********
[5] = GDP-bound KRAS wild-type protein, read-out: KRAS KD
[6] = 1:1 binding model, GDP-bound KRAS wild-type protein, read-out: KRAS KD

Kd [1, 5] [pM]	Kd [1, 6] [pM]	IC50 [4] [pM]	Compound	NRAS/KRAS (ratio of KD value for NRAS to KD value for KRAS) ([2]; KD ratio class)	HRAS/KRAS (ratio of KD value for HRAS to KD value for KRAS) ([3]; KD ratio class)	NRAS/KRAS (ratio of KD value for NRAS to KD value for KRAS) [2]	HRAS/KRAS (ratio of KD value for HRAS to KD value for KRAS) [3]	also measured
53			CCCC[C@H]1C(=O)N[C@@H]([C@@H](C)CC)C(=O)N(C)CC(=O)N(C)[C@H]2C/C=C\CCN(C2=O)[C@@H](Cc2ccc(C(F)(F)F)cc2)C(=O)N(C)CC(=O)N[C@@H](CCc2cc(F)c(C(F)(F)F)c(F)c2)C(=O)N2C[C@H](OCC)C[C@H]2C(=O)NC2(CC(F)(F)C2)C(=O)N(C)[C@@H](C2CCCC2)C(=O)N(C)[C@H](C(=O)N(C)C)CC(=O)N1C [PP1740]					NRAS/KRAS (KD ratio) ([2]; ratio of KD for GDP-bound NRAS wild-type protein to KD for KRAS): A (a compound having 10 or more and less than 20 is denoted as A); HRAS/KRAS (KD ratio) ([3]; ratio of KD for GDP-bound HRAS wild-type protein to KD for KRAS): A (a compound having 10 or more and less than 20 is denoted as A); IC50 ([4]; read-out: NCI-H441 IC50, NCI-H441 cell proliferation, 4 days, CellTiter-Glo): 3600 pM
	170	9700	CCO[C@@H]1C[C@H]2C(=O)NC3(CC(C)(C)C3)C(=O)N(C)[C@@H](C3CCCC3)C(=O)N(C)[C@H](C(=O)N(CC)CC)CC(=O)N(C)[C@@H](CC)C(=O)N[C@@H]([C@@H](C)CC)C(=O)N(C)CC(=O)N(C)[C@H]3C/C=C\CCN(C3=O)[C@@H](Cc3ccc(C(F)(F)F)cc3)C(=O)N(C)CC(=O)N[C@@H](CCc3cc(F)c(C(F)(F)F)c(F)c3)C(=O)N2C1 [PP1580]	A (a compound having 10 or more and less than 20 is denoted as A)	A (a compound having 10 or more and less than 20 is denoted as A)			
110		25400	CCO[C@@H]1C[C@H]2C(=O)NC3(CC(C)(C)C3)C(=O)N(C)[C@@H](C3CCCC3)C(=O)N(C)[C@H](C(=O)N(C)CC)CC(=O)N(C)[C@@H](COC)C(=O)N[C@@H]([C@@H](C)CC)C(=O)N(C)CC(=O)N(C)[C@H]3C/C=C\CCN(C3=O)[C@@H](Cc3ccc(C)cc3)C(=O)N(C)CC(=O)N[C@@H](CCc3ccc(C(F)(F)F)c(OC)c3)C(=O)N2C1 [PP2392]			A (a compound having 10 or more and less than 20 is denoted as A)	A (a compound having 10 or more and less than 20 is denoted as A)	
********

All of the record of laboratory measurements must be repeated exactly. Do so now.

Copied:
[5] = GDP-bound KRAS wild-type protein, read-out: KRAS KD
[6] = 1:1 binding model, GDP-bound KRAS wild-type protein, read-out: KRAS KD

Kd [1, 5] [pM]	Kd [1, 6] [pM]	IC50 [4] [pM]	Compound	NRAS/KRAS (ratio of KD value for NRAS to KD value for KRAS) ([2]; KD ratio class)	HRAS/KRAS (ratio of KD value for HRAS to KD value for KRAS) ([3]; KD ratio class)	NRAS/KRAS (ratio of KD value for NRAS to KD value for KRAS) [2]	HRAS/KRAS (ratio of KD value for HRAS to KD value for KRAS) [3]	also measured
53			CCCC[C@H]1C(=O)N[C@@H]([C@@H](C)CC)C(=O)N(C)CC(=O)N(C)[C@H]2C/C=C\CCN(C2=O)[C@@H](Cc2ccc(C(F)(F)F)cc2)C(=O)N(C)CC(=O)N[C@@H](CCc2cc(F)c(C(F)(F)F)c(F)c2)C(=O)N2C[C@H](OCC)C[C@H]2C(=O)NC2(CC(F)(F)C2)C(=O)N(C)[C@@H](C2CCCC2)C(=O)N(C)[C@H](C(=O)N(C)C)CC(=O)N1C [PP1740]					NRAS/KRAS (KD ratio) ([2]; ratio of KD for GDP-bound NRAS wild-type protein to KD for KRAS): A (a compound having 10 or more and less than 20 is denoted as A); HRAS/KRAS (KD ratio) ([3]; ratio of KD for GDP-bound HRAS wild-type protein to KD for KRAS): A (a compound having 10 or more and less than 20 is denoted as A); IC50 ([4]; read-out: NCI-H441 IC50, NCI-H441 cell proliferation, 4 days, CellTiter-Glo): 3600 pM
	170	9700	CCO[C@@H]1C[C@H]2C(=O)NC3(CC(C)(C)C3)C(=O)N(C)[C@@H](C3CCCC3)C(=O)N(C)[C@H](C(=O)N(CC)CC)CC(=O)N(C)[C@@H](CC)C(=O)N[C@@H]([C@@H](C)CC)C(=O)N(C)CC(=O)N(C)[C@H]3C/C=C\CCN(C3=O)[C@@H](Cc3ccc(C(F)(F)F)cc3)C(=O)N(C)CC(=O)N[C@@H](CCc3cc(F)c(C(F)(F)F)c(F)c3)C(=O)N2C1 [PP1580]	A (a compound having 10 or more and less than 20 is denoted as A)	A (a compound having 10 or more and less than 20 is denoted as A)			
110		25400	CCO[C@@H]1C[C@H]2C(=O)NC3(CC(C)(C)C3)C(=O)N(C)[C@@H](C3CCCC3)C(=O)N(C)[C@H](C(=O)N(C)CC)CC(=O)N(C)[C@@H](COC)C(=O)N[C@@H]([C@@H](C)CC)C(=O)N(C)CC(=O)N(C)[C@H]3C/C=C\CCN(C3=O)[C@@H](Cc3ccc(C)cc3)C(=O)N(C)CC(=O)N[C@@H](CCc3ccc(C(F)(F)F)c(OC)c3)C(=O)N2C1 [PP2392]			A (a compound having 10 or more and less than 20 is denoted as A)	A (a compound having 10 or more and less than 20 is denoted as A)	